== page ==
The clean switching between “on” and “off” of a resonant aperture increases the mark-to-space ratio of the backscatter data as received by the BRT. It is this increased ratio that improves the BRT's ability to detect tags in a specific area of the store area being monitored using a carrier frequency, thereby allowing tags with a cleanly-switched resonant aperture to be detected at a much greater distance than tags without a cleanly-switched resonant aperture.
The system shown in FIG. 5 is well-suited for a small commercial sales establishment, such as a drug store, but a single BRT would likely be insufficient for larger-format retailers, such as grocery or mass merchandiser outlets. In such cases, several BRTs, each with separate “webs,” could be used to cover the establishment. Connectivity to phone lines and redundant external communication electronics across multiple BRTs in a store could be circumvented by centralizing those functions into one master hub 88. Such a system is shown in FIG. 6.
Note in FIG. 6 that the selected location, or retail sales facility 10, is too large for one BRT. Therefore, in this example, four designated areas 72, 74, 76, and 78 are used to cover the entire facility 10. Each of the systems in each of the designated areas 72-78 is identical to the system shown in FIG. 5 and operates in an identical manner as described above. However, each of the BRTs 80, 82, 84, and 86 could be electronically coupled to a master hub 88 as shown.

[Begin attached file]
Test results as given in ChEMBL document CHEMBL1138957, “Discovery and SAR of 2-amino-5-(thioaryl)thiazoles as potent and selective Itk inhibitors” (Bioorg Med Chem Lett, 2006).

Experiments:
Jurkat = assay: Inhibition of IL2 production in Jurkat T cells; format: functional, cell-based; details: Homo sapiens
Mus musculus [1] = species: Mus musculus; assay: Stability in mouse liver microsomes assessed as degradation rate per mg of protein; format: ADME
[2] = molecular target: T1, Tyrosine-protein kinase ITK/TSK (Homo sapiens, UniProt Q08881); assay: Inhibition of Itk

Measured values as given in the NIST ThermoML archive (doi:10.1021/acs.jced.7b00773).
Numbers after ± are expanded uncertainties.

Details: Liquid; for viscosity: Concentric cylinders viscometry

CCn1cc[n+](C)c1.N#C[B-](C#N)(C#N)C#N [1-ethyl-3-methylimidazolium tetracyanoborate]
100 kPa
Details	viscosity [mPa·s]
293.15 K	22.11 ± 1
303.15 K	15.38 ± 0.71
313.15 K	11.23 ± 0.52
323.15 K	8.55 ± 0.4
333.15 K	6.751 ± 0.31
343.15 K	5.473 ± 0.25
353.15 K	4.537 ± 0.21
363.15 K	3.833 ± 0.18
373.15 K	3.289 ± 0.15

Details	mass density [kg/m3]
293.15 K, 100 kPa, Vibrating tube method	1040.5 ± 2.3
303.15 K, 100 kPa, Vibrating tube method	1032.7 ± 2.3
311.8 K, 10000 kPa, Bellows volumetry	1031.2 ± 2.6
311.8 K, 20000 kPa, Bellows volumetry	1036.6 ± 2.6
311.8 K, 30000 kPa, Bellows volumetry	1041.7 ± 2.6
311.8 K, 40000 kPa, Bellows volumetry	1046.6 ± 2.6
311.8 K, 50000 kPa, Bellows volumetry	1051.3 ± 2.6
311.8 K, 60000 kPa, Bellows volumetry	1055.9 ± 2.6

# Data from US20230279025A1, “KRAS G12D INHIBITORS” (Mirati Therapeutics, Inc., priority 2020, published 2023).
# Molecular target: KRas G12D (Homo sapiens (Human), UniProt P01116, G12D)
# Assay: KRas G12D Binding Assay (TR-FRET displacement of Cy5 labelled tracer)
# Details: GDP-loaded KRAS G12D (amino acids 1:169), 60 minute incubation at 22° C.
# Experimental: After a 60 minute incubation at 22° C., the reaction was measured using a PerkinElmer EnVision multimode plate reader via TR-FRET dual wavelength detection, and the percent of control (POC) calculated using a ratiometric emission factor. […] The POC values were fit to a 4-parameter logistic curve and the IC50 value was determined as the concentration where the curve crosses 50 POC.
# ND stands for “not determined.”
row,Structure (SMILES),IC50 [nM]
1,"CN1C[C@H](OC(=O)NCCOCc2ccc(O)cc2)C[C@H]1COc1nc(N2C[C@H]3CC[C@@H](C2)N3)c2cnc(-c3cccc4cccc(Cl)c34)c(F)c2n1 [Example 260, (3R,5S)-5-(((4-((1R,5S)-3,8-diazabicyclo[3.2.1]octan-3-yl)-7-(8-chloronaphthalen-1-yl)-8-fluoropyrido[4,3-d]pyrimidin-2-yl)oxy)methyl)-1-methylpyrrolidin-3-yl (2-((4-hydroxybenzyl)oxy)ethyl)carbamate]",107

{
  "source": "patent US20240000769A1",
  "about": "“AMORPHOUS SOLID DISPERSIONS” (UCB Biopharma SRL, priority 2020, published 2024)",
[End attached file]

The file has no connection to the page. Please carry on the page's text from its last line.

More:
Multiple antennae are connected to a single backscatter transmitter/receiver in the BRT, for example through coaxial cables. These coaxial cables pass through a switch matrix. This matrix and the long coaxial cables combine to create additional attenuation, thereby lowering the received signal level. To overcome this loss, a low noise amplifier (LNA) is positioned at each RX antenna. These amplifiers draw small amount of current (≈15 mA) through the coaxial cable using bias tees. Locations in retail environments that are difficult or expensive to monitor via coaxial cable, such as external fuel pump signage, could still be served by the previously-designed BRT's with distributed reader/transmitter electronics by forwarding their data wirelessly to the master Spider.